I see what you did there
In terms of what we can actually see, this image can be considered relatively simple. There is some white text and a black fur/hair background with a person’s two fingers extended over the top. But it is the way these components are put together that gives it meaning. The implication is to show a woman’s lower half. Although it doesn’t tell us exactly what it means, the implication is something many people would understand and therefore is just as, if not more effective, than explaining everything. Although it is cool that some advertisements do this, there can also be cases where people read into something too much, creating meaning in their own minds where nothing exists.
Somebody was paid to make this???
Of course, some advertisements lack subtlety altogether. They don’t seem to be aware of where to draw the line on what is socially acceptable and what isn’t.
This is one example of advertising that takes things too far and crosses the line into the unacceptable. That being said they say any publicity is good publicity and although I don’t remember the incident I’m sure many people were talking about it at the time.
The introduction of the Internet can easily be described as one of the greatest human advances in the past 50 years. Although it is an incredible resource, it also has many downsides. In the past, consumers needed to buy a newspaper, listen to the radio, or tune into the TV in order to get their news and even though this news could sometimes be biased, it had a certain level of validity with sources to back up what was said or printed. On the Internet, however, there are no restrictions on who can create articles or content and who can’t, all it takes is someone with access to a device and the internet to create a webpage or an article on the internet to give their own personal views on something and potentially affect the way many people think.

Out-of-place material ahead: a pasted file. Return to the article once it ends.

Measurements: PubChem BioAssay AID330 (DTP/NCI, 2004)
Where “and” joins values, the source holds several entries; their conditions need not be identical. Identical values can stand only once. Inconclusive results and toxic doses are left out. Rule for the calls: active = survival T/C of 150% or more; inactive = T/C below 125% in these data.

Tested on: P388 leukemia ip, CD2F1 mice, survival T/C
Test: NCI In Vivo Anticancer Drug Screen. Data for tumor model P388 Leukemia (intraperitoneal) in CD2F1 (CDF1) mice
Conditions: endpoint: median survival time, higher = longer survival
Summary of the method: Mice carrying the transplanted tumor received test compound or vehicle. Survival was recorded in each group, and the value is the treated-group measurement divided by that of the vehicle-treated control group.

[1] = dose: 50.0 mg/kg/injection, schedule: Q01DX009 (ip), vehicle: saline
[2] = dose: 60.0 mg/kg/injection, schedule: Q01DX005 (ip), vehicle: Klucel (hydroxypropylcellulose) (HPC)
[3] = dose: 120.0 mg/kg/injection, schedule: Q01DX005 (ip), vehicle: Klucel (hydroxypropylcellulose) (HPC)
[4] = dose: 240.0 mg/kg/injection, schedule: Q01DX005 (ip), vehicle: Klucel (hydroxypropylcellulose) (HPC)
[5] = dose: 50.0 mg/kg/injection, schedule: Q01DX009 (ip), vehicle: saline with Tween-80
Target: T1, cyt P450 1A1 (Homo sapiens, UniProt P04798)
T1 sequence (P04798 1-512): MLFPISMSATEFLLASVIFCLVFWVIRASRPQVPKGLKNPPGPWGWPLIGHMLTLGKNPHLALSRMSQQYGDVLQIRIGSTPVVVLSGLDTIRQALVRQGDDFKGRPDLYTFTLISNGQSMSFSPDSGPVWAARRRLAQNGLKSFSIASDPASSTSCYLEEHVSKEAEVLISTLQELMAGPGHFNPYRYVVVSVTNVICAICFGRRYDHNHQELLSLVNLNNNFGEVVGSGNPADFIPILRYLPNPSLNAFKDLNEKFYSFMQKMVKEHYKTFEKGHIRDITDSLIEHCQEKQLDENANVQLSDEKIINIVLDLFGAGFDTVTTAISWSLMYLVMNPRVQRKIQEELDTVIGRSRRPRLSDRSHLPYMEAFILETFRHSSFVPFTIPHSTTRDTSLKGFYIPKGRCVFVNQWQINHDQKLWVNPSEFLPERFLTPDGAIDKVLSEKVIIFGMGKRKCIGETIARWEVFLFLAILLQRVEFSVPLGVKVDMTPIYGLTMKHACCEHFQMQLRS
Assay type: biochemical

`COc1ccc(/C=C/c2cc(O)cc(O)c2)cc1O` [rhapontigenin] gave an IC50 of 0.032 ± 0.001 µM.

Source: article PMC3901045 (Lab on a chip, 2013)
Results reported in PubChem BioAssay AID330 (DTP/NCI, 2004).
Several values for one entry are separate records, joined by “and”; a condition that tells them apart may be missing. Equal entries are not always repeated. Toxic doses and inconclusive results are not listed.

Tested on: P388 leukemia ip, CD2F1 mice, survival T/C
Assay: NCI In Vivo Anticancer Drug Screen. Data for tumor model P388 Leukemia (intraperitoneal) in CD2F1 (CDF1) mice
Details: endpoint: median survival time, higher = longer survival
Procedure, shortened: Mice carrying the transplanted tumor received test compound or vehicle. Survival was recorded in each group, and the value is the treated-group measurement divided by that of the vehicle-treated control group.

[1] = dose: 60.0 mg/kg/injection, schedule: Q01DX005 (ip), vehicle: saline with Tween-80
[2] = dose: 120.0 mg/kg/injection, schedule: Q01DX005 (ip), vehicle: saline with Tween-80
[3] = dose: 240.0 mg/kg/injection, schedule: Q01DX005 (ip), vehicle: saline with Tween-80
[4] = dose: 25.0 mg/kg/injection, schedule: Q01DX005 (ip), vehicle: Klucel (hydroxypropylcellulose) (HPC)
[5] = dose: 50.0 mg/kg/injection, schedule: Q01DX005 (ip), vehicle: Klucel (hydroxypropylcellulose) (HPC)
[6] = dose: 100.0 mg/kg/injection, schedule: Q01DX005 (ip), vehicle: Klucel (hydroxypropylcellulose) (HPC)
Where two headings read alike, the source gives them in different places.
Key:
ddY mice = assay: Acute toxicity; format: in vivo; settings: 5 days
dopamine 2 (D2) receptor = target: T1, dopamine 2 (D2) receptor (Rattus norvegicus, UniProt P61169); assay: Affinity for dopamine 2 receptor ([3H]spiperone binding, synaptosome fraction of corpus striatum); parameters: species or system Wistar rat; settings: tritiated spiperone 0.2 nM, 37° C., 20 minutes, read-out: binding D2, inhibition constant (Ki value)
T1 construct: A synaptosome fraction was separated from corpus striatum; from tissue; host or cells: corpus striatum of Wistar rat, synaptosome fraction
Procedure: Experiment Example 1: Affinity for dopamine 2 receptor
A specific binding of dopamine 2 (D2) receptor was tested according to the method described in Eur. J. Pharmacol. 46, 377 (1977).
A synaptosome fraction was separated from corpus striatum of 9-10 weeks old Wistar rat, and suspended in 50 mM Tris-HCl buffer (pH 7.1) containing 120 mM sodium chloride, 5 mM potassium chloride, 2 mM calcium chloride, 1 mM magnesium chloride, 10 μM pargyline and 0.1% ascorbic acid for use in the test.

This doesn’t sound like a bad thing at first, it is a method for people to put across their own point of view, to be able to express how they feel and the way they see events within our society. The real issue is when the reader confuses these personal opinions with factual information. People can easily make up sources and quotes to fit their own point of view and post something on the Internet, which is false or based on speculation, and make it look like hard fact. The people who do this are not only taking away from the integrity of the news companies but they can also be spreading a lack of understanding about a topic.
Of equal concern, is the targeting of material to people who, based on their social media profile, has views consistent with the media being published. This can limit informed analysis and debate about important topics. Although similar criticisms can be made about the traditional print media, it is not, in my opinion, so pronounced or targeted.
However, the blame does not entirely lie with the people who post this opinionated non-factual ‘crap’. The people who read this material and refuse to cross-reference or check sources must take some of the blame.
With the introduction of the Internet and the freedom people have to write anything they want and publish it either as their opinion or ‘fact’ is something that everybody who uses the Internet should be recognise as having been potentially targeted to them and may not be factual.